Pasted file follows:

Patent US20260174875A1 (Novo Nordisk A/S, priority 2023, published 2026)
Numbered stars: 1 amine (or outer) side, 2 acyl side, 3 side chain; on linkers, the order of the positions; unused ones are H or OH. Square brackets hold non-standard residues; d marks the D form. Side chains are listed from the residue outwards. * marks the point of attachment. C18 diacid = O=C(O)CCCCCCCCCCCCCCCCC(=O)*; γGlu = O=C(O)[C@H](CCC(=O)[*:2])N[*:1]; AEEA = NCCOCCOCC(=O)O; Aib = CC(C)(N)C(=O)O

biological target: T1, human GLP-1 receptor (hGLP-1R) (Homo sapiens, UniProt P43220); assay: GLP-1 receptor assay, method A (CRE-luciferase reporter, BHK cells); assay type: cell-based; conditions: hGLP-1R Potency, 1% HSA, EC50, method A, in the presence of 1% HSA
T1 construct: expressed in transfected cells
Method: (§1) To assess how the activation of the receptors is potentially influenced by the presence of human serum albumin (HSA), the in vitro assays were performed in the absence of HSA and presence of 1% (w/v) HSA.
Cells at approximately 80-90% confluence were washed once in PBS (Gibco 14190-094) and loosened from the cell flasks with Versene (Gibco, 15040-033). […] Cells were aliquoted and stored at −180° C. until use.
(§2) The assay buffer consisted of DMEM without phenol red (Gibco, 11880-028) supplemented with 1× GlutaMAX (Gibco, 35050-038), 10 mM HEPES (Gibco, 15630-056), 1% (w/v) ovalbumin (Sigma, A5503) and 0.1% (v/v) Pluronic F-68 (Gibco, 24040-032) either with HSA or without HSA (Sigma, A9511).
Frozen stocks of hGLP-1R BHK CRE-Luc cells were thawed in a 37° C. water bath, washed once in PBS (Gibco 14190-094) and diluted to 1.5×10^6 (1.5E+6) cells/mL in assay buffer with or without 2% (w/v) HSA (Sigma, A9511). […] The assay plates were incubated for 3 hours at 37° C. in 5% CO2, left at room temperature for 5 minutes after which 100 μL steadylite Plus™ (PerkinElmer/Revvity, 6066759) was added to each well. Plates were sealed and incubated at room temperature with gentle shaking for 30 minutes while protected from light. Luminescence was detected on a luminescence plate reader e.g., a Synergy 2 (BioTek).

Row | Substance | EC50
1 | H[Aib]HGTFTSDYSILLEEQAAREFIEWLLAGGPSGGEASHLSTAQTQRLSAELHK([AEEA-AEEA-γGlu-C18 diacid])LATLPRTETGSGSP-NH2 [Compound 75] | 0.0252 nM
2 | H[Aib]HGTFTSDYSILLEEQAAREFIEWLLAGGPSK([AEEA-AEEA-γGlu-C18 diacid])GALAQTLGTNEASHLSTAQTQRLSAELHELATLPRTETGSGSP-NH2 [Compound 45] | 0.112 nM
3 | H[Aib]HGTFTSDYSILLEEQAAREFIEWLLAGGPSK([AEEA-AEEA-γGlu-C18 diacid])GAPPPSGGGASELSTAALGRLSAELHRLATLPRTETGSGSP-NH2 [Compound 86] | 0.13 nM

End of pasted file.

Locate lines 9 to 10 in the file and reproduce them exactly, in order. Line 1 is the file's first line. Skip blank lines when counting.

Row | Substance | EC50
1 | H[Aib]HGTFTSDYSILLEEQAAREFIEWLLAGGPSGGEASHLSTAQTQRLSAELHK([AEEA-AEEA-γGlu-C18 diacid])LATLPRTETGSGSP-NH2 [Compound 75] | 0.0252 nM